AUSTIN - Dr. Tyler Goldberg fights the opioid crisis one patient at a time.
He's not prescribing painkillers after reconstructive joint surgeries. At least not as much as he used to.
"If I can kind of intervene prior to them ever getting addicted or using those narcotics to use to control their pain, then maybe I can stop a little bit of this post-operative addiction tendency," Dr. Goldberg said.
Dr. Goldberg said he decided to stop prescribing narcotics after surgeries for 85 percent of his patients because he is seeing too many people affected.
"There is an opioid crisis in the United States," Dr. Goldberg said.
His pain protocol starts with conversations with patients about pain relief that includes Tylenol, lots of ice, anti-inflammatory medications and lots of movement post operation.
Bunny Christie had both knee replacement surgeries done by Dr. Goldberg. Her right knee a year and a half ago, and her left knee two weeks ago.
The most recent operation was narcotics free, which was fine for the 62-year-old Christie.
"Because I was so 'ehhh' the first time. ... It was over two weeks before I got into the swing of things," she explained.
"People can become addicted or develop physical dependence on opioids in less than seven days, and if I'm prescribing patients for pain medicine for weeks on weeks on end, there's potential that I could be addicting patients," explained Dr. Goldberg.
The surgeon of 14 years explained how he first learned about pain management.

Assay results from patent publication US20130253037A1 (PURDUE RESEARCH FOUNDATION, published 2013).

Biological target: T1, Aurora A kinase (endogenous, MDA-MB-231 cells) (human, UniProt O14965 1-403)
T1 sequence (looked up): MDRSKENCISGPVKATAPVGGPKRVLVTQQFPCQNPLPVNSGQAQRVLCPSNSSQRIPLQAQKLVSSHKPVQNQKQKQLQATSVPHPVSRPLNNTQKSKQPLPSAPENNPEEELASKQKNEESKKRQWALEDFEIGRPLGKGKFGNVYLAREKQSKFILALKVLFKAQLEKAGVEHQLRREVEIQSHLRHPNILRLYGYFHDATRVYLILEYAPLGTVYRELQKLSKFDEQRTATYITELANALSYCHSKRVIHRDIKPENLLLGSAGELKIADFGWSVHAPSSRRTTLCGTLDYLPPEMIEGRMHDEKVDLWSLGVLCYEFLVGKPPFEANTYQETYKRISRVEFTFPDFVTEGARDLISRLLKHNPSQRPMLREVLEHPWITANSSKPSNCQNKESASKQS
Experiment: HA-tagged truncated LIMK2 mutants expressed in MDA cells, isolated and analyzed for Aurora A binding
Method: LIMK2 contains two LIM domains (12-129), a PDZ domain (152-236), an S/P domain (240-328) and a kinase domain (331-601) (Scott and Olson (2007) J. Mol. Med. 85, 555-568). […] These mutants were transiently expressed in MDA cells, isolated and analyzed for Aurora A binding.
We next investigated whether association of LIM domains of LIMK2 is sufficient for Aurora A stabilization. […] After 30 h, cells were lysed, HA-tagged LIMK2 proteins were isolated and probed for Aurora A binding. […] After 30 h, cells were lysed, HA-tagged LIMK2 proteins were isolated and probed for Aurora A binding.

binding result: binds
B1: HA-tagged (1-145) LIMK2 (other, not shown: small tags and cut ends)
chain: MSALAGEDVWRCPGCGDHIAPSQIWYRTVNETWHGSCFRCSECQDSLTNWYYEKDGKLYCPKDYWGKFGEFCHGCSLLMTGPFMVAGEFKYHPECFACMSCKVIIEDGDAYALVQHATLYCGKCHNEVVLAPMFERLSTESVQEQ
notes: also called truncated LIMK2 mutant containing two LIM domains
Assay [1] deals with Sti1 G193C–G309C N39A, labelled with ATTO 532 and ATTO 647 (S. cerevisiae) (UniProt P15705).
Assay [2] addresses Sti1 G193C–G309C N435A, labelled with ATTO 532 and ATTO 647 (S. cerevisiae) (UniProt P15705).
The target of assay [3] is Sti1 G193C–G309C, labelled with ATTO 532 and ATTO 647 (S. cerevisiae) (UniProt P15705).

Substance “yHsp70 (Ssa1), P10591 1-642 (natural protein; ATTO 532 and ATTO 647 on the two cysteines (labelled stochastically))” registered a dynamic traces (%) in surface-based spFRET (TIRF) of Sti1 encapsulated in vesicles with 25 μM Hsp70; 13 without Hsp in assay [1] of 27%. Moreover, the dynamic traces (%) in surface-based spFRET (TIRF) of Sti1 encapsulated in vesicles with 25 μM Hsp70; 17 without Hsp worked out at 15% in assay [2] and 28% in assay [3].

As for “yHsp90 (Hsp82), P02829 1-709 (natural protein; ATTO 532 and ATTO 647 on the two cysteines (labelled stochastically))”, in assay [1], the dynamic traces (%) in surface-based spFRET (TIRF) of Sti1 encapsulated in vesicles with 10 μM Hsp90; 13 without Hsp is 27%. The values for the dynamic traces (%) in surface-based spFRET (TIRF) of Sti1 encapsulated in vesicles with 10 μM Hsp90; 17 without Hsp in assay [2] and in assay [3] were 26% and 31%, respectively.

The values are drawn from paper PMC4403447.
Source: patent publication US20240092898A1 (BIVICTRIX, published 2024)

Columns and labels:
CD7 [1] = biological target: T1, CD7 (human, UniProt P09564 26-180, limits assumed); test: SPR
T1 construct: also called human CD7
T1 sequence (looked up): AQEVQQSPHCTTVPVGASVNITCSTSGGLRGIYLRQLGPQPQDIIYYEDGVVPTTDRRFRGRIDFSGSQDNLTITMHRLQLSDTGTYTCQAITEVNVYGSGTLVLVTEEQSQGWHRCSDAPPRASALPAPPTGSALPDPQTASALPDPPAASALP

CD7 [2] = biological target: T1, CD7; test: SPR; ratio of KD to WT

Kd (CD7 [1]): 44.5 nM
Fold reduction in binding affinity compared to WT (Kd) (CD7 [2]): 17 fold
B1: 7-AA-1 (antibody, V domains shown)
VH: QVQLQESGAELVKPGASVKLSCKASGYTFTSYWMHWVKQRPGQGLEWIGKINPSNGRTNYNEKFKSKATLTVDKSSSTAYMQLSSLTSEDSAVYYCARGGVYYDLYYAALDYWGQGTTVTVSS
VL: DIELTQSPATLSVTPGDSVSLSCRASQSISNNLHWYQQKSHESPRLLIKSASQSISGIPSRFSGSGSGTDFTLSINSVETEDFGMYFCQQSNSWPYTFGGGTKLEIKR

"Since I was in medical school in the 1990s, we started to have this push in medicine that pain was kind of a fifth vital sign, so we would ask people what their blood pressure was and then we'd say what is your pain?... And I grew up in an era where if people were in pain, that needed to be dealt with immediately and people weren't allowed to have discomfort," Dr. Goldberg said.
Dr. Goldberg still wants to do that only in a much safer and non-addictive way, especially with what he is seeing in patients these days.
"Now we are seeing a lot of patients who are preoperatively already using opioids and they're already using narcotics. ... We can predict that two-thirds of out patients who take narcotics prior to surgery will take narcotics after surgery, so we are not doing a great job of solving patients' addictive tendencies by doing an operation on them," said Dr. Goldberg.
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